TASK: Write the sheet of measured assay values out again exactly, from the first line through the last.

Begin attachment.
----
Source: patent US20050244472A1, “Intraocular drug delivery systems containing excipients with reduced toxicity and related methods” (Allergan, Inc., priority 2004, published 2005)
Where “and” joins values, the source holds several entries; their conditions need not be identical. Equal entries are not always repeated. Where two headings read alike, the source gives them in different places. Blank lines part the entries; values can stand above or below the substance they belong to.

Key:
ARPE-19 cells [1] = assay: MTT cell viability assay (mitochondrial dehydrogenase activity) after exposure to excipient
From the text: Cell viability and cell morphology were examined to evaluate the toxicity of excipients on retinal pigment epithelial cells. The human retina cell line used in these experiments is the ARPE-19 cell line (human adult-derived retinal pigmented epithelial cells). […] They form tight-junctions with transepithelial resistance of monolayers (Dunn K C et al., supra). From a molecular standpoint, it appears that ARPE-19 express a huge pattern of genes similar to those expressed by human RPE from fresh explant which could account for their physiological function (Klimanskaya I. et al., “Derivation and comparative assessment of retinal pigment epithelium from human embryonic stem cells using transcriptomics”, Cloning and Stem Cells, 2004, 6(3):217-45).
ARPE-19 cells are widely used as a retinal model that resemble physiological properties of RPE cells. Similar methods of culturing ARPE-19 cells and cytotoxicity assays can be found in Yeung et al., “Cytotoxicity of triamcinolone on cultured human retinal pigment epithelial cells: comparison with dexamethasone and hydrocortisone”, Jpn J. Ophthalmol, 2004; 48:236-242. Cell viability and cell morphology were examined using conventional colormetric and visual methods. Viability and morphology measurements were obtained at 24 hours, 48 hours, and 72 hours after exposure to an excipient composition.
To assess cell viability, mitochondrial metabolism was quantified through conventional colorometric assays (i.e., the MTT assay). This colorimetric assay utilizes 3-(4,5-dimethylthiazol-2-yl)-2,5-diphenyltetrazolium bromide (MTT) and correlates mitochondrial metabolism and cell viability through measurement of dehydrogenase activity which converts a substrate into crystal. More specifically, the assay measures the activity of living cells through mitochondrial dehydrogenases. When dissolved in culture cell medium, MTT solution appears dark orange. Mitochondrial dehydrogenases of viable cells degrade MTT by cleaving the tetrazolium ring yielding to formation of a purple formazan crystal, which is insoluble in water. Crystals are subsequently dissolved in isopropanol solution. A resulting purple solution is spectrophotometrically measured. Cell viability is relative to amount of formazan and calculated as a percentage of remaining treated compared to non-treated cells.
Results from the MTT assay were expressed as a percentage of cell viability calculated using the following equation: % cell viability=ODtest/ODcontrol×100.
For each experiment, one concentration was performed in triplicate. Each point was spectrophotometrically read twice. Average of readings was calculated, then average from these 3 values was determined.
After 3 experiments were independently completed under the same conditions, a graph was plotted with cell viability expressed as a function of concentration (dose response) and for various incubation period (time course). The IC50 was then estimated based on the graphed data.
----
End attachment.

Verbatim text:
Source: patent US20050244472A1, “Intraocular drug delivery systems containing excipients with reduced toxicity and related methods” (Allergan, Inc., priority 2004, published 2005)
Where “and” joins values, the source holds several entries; their conditions need not be identical. Equal entries are not always repeated. Where two headings read alike, the source gives them in different places. Blank lines part the entries; values can stand above or below the substance they belong to.

Key:
ARPE-19 cells [1] = assay: MTT cell viability assay (mitochondrial dehydrogenase activity) after exposure to excipient
From the text: Cell viability and cell morphology were examined to evaluate the toxicity of excipients on retinal pigment epithelial cells. The human retina cell line used in these experiments is the ARPE-19 cell line (human adult-derived retinal pigmented epithelial cells). […] They form tight-junctions with transepithelial resistance of monolayers (Dunn K C et al., supra). From a molecular standpoint, it appears that ARPE-19 express a huge pattern of genes similar to those expressed by human RPE from fresh explant which could account for their physiological function (Klimanskaya I. et al., “Derivation and comparative assessment of retinal pigment epithelium from human embryonic stem cells using transcriptomics”, Cloning and Stem Cells, 2004, 6(3):217-45).
ARPE-19 cells are widely used as a retinal model that resemble physiological properties of RPE cells. Similar methods of culturing ARPE-19 cells and cytotoxicity assays can be found in Yeung et al., “Cytotoxicity of triamcinolone on cultured human retinal pigment epithelial cells: comparison with dexamethasone and hydrocortisone”, Jpn J. Ophthalmol, 2004; 48:236-242. Cell viability and cell morphology were examined using conventional colormetric and visual methods. Viability and morphology measurements were obtained at 24 hours, 48 hours, and 72 hours after exposure to an excipient composition.
To assess cell viability, mitochondrial metabolism was quantified through conventional colorometric assays (i.e., the MTT assay). This colorimetric assay utilizes 3-(4,5-dimethylthiazol-2-yl)-2,5-diphenyltetrazolium bromide (MTT) and correlates mitochondrial metabolism and cell viability through measurement of dehydrogenase activity which converts a substrate into crystal. More specifically, the assay measures the activity of living cells through mitochondrial dehydrogenases. When dissolved in culture cell medium, MTT solution appears dark orange. Mitochondrial dehydrogenases of viable cells degrade MTT by cleaving the tetrazolium ring yielding to formation of a purple formazan crystal, which is insoluble in water. Crystals are subsequently dissolved in isopropanol solution. A resulting purple solution is spectrophotometrically measured. Cell viability is relative to amount of formazan and calculated as a percentage of remaining treated compared to non-treated cells.
Results from the MTT assay were expressed as a percentage of cell viability calculated using the following equation: % cell viability=ODtest/ODcontrol×100.
For each experiment, one concentration was performed in triplicate. Each point was spectrophotometrically read twice. Average of readings was calculated, then average from these 3 values was determined.
After 3 experiments were independently completed under the same conditions, a graph was plotted with cell viability expressed as a function of concentration (dose response) and for various incubation period (time course). The IC50 was then estimated based on the graphed data.